Escape from Coolsville

PRIESTESS
DRIZZLING RAIN
Masabumi Kikuchi and Gil Evans
Masabumi Kikuchi + Gil Evans
EmArcy/Nippon : 1972

MK, keyboards; GE, piano, arranger; Billy Harper, tenor saxophone, flute, chime; “Hannibal” Marvin Peterson, Kunitoshi Shinohara, and Takehisa Suzuki, trumpet, flugelhorn; Kohsuke Mine, alto saxophone, soprano saxophone; Shigeo Suzuki, alto saxophone, flute; Kikuzo Tado, tuba; Nao Yamamoto and Kiyoshige Matsubara, french horn; Horoshi Munekiyo, trombone; Tadataka Nakazawa, bass trombone; Yukio Etoh, Masami Nakagawa, and Takashi Asahi, piccolo, alto flute, bass flute; Masyuki Takayanagi and Sadanori Nakamura, guitar; Isao Etoh and Yoshio Suzuki, bass; Kohichi Yamaguchi, timpani; Michiko Takahashi, marimba, vibes; Hideo Miyata, percussion; Yoshiyuki Nakamura and Masahiko Togashi, drums.

It would be wiser to pass out on the couch and forget the entire evening, but she decides to put on a record instead. She searches for something with a hushed late night vibe. In a fit of perversity, she grabs one of the old albums her ex-boyfriend Carton left behind. Two unfamiliar names: Masabumi Kikuchi and Gil Evans. But this is that jazz album Carlton said reminded him of her. He described the music as rare and exotic although she never paid much attention, figuring he was simply fixated on the combination of East and West. He tended to treat anything Japanese as if it inhabited a different and cooler planet. To her, the vinyl gives off a strong whiff of Orientalism. She figures it was another one of his hip collectibles. Another au courant lifestyle accessory. Just like she had been.

But she’s in a self-loathing mood and drops the needle on the record. Maybe she’s still a little drunk but there’s a woozy vibe to “Priestess” that makes her shut her eyes and listen closer. She can hear why Carlton liked this, but she also detects something else. It’s more than the unusual use of the big band, the familiar sound palette that’s been reconstructed to sound strange, the tones seeming fuzzy and smeared. She hones in on the sensual quality. The music almost fetishizes beauty and sexiness, but where those would be surface attributes in other songs here they come across as something spiritual. This music is secretly soulful, discreetly tapping into something deeper. And she’s pretty sure that is exactly what Carlton couldn’t hear.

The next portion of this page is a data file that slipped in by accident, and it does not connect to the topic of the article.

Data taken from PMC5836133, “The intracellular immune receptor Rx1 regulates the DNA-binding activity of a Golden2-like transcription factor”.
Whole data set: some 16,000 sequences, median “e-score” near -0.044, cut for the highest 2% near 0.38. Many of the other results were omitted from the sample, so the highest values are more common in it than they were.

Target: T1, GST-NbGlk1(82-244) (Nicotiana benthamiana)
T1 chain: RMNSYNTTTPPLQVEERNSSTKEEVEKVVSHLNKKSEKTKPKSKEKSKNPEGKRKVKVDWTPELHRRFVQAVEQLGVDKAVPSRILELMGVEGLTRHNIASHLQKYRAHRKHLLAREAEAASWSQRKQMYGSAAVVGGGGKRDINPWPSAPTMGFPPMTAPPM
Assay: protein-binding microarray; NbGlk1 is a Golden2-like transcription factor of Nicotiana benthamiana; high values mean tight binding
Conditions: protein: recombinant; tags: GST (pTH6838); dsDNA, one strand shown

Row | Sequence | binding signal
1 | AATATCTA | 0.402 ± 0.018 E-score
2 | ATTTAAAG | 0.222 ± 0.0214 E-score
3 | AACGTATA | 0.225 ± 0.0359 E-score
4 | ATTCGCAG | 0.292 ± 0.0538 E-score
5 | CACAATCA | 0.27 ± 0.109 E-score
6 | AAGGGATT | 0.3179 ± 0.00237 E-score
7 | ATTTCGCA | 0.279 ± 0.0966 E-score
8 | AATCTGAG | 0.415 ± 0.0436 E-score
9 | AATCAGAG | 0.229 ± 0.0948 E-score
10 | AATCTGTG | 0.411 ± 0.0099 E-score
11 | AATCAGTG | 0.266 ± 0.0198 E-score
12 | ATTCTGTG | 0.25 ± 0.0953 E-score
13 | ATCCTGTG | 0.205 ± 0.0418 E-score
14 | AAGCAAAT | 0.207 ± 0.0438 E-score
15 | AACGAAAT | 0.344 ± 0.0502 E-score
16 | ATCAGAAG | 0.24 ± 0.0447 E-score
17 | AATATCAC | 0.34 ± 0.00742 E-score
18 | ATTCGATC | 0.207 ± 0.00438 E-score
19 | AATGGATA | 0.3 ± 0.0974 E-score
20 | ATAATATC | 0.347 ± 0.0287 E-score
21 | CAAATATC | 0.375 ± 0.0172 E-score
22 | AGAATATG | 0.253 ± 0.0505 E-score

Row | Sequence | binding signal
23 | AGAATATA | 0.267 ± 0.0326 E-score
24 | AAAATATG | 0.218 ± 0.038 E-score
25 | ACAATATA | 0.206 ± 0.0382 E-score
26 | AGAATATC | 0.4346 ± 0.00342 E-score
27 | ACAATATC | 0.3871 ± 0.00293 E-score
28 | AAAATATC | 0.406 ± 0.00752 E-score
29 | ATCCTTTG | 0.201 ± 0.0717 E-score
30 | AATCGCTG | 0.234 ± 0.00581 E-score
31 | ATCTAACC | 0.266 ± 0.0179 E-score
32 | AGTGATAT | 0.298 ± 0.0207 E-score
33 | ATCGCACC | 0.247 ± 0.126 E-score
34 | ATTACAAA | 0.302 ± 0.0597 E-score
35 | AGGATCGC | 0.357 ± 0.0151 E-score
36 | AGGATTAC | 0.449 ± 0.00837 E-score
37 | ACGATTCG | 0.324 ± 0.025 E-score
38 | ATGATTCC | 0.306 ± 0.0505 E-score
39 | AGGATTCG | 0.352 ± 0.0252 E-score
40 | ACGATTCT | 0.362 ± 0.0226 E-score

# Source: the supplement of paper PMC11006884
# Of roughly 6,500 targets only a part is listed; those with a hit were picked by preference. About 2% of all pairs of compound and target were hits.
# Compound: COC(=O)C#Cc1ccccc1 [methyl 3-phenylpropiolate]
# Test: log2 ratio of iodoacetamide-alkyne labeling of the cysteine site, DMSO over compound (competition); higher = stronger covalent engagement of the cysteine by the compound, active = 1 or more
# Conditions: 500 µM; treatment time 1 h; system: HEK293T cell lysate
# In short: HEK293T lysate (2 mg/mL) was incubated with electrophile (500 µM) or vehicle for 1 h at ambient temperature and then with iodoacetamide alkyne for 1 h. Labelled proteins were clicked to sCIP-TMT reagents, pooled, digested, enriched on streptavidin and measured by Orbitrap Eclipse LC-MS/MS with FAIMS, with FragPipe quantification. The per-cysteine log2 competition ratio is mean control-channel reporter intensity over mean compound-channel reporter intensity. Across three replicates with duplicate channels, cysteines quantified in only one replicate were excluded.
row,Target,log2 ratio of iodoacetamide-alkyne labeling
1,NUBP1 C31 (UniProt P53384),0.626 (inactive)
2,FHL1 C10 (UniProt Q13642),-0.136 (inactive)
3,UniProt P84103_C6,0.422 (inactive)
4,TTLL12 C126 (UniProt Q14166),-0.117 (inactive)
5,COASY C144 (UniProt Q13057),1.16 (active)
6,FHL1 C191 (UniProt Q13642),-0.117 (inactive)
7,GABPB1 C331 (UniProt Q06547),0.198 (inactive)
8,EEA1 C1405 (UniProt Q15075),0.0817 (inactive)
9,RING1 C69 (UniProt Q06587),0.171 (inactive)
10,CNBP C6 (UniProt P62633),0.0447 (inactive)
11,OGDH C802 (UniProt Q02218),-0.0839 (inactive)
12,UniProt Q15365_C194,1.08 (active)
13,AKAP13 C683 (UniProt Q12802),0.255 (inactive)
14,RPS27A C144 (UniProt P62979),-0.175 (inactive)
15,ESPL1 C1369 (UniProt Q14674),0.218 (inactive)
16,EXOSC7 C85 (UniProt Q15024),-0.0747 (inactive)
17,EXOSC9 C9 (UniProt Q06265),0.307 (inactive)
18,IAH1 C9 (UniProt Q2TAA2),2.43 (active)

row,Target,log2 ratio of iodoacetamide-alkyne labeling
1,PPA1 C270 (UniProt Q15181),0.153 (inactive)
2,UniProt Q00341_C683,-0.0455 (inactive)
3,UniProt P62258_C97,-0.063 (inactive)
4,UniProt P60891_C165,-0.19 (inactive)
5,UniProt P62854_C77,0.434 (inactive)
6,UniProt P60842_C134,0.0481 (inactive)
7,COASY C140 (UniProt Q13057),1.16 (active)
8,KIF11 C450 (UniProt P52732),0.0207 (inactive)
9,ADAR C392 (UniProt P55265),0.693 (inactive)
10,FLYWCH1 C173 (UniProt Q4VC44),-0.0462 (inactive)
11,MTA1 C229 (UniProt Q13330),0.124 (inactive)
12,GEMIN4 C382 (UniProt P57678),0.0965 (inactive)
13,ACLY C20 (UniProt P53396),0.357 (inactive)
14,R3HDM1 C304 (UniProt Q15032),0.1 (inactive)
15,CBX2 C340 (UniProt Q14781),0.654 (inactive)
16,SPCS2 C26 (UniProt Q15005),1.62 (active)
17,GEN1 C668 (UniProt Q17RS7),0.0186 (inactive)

As the wee hours of the morning unfold, she plays the slow-motion ballad “Drizzling Rain” again and again. It strikes her as the sound of interior weather, a low-pressure front of emotional precipitation, a mirrored reflection of the tears she hopes a shitfaced Carlton is wiping away somewhere across town at this very hour.

Discussion9 Comments Category Gil Evans, Masabumi Kikuchi

9 Responses to Escape from Coolsville

  1. This was my first download attempt since you changed servers, and I am sorry to say (because I like the music!) that it has taken me back to the bad old days of repeated timeout problems.

  2. Wow, great post. The music and text work together in creating an “atmosphere.” It probably helps that I love Gil Evans.

  3. I second that. Lovely post. (No server problems here either.)

  4. Carlton, you jackass! Never leave behind your records. Especially not one that sounds as good as this.

    Gorgeous! Gil is the MAN! What colors he could paint. About a year ago I read a great Gil bio called “Gil Evans : out of the cool : his life and music” by Stephanie Stein Crease (Chicago: A capella 2002). The book is incredibly insightful, detailing pretty much every recording and arrangement that Gil was involved with, while also painting an endearing portrait of the man as well as the artist. A great read if you like Gil Evans.

    Anyone ever heard the Evans 1975 album “There Comes A Time?” (I have the LP which includes’ Hannibal’s “Aftermath: the Fourth Movement Children of the Fire” while the cd reissue does not though it does include several bonus tracks which weren’t on the LP). Billy Harper’s ungodly huge sound graces that one as well. As does Hannibal’s singing. Bad!

    Thanks D:O and shame on you, Carlton!

  5. “In a fit of perversity, she grabs one of the old albums her ex-boyfriend Carton left behind.”

    What kind of a name is Carton anyway?

  6. Carton is the perfect name for such an obvious crate digger!

    Or for a spell checker, maybe.

  7. Is that another example of Japanese musicians being a little behind the curve (for better or worse) ? Had Gil not begun making more cacophonous, rock-influenced music by ’72? Or not yet? Googling reminds me that Svengali came out in ’73.

  8. Gil’s arrangements always manage to make me melt, and these tracks are no exception. What a way to start my morning.

    Trumpet Bart – I will be searching out that book immediately.

  9. Listening to that tune, I think I know that woman.

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